The website interviews Cannabiz, Medcan Australia managing director Craig Cochran who says some vaguely interesting things but what’s his beef with “stoner hippies” who pop up throughout the article as the example of the wrong type of person to be using cannabis.
Can we just remind Mr Cochran that stoner hippies and other ostracized types have spent nigh on the last 60 years preparing the ground for the likes of you to swan around in suits and wax lyrical about how great it is that now barristers and other professionals use medical cannabis. (By the way a lot of them always did before you came along!)
Thus the argument runs that medical weed used by professionals and produced by a listed company is good whereas a stoner hippy growing his or her own weed to smoke for pleasure is by its very nature is a negative thing.
The established medical cannabis industry in Australia really is quite a depressing place.
It’s OK for the following to get off their gourd with “medical cannabis”…. To illustrate the inaccuracies of the stoner image, Cochran lists doctors, lawyers and barristers among the professional cohort who use Medcan’s flower products, which make up 75% of its sales.
But the Stoner Hippy that’s a different matter !
There has always been this stigma around cannabis flower, the image of the ‘stoner hippie’. But it’s just not like that. That is not the type of people who use the product.”
Here at CLR we say what’s wrong with Stoner Hippies
Here’s a taste of the sort of thing you’ll read from him
“They want to be able to use their medicine in a way that is more socially acceptable, where they can use a vaporiser as opposed to rolling and smoking a joint.”
Cochran adds, pointedly: “There has always been this stigma around cannabis flower, the image of the ‘stoner hippie’. But it’s just not like that. That is not the type of people who use the product.”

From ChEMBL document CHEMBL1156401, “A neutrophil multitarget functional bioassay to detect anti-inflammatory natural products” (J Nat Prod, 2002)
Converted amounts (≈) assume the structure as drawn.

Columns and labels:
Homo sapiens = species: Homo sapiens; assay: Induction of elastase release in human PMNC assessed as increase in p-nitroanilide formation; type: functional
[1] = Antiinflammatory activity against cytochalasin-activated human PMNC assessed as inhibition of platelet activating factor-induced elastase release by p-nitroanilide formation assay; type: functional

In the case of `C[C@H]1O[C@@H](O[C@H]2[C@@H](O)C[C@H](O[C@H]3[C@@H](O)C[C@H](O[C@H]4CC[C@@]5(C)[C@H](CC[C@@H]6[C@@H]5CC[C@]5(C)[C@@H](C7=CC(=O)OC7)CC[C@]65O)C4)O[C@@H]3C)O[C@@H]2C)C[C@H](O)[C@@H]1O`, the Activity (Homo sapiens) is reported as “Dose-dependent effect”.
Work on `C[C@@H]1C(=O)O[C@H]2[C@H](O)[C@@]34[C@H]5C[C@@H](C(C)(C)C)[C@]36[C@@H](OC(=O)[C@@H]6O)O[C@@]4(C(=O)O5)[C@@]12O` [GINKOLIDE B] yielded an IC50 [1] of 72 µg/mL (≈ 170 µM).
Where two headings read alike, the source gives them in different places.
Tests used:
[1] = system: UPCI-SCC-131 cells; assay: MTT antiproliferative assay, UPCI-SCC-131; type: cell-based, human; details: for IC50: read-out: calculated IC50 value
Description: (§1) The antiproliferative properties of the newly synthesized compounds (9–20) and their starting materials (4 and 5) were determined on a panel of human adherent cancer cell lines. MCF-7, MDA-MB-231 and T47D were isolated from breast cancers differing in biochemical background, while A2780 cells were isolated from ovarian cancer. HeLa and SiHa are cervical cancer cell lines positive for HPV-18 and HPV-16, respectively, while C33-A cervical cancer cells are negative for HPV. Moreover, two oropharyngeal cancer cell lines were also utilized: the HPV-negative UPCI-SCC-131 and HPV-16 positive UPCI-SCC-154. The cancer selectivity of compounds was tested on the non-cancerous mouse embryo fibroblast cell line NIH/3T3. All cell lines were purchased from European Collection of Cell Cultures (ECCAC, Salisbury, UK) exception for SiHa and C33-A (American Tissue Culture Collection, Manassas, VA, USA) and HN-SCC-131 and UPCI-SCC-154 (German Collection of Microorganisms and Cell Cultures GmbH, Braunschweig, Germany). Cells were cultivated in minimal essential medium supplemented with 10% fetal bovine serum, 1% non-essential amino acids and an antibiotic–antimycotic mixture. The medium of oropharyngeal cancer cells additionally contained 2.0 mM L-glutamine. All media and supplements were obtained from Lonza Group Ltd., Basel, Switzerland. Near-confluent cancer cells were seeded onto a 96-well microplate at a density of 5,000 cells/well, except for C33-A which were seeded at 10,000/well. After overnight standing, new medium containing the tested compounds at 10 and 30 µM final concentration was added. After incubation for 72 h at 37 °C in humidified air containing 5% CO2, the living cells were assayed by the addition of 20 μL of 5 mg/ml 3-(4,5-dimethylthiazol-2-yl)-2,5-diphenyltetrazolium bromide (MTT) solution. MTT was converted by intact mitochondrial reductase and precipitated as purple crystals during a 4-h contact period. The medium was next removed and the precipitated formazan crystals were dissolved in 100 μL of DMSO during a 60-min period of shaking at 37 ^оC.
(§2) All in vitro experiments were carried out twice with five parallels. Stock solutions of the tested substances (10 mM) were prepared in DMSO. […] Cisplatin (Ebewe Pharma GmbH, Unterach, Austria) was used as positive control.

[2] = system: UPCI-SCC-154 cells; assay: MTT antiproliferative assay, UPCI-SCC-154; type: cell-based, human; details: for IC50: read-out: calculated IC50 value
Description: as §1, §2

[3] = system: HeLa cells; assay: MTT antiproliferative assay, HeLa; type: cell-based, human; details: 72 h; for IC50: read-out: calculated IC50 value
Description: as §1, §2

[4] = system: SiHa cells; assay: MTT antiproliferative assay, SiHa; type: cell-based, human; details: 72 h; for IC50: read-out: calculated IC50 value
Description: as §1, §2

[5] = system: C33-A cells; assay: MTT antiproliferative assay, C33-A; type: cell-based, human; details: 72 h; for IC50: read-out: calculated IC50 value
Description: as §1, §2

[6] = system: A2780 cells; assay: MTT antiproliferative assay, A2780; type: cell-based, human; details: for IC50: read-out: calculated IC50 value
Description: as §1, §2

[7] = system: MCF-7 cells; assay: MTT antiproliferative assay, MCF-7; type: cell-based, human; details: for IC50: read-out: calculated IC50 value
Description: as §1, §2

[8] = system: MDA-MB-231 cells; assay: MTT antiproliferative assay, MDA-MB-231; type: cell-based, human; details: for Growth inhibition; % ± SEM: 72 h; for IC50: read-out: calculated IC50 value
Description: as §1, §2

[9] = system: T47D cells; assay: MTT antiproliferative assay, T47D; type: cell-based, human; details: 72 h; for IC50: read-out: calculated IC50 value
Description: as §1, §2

Furthermore, illicit users only familiar with smoking cannabis are unlikely to have been exposed to the well-being benefits of quality oil products, he says.
Those who transition to a legal pathway will not only benefit from vaporising, rather than smoking dried flower, they can also be introduced to oil to assist with the “maintenance” previously mentioned by Cochran. That, in turn, may reduce their historical over-reliance on flower, he points out.
To illustrate the inaccuracies of the stoner image, Cochran lists doctors, lawyers and barristers among the professional cohort who use Medcan’s flower products, which make up 75% of its sales.
“If a barrister gets chronic headaches and the only thing that works is vaporising dried flower, that is what they will do,” he says. “And if that barrister goes to his GP and says I want to vaporise dry flower because it works, the GP’s duty of care is to think, ‘if this works, and nothing else does, I should have a look at it’.”
But as long as medical bodies like the Faculty of Pain Medicine pour scorn on medicinal cannabis, the job of eradicating negative perceptions and outright discrimination will never be over.
And it’s a fact not lost on Cochran.
“Of course there are doctors who will just say no to flower. There are certain clinics in Australia which just say, ‘no, we won’t prescribe dried flower’,” he says.
Read the full article at https://www.cannabiz.com.au/demonised-and-social-outcasts-how-criminal-cannabis-smokers-are-fuelling-demand-for-legal-flower/?utm_medium=email&utm_campaign=Cannabiz%20newsletter%2022421&utm_content=Cannabiz%20newsletter%2022421+CID_4e79540acb3c97e5ab254fac81719fd1&utm_source=CampaignMonitor&utm_term=READ%20MORE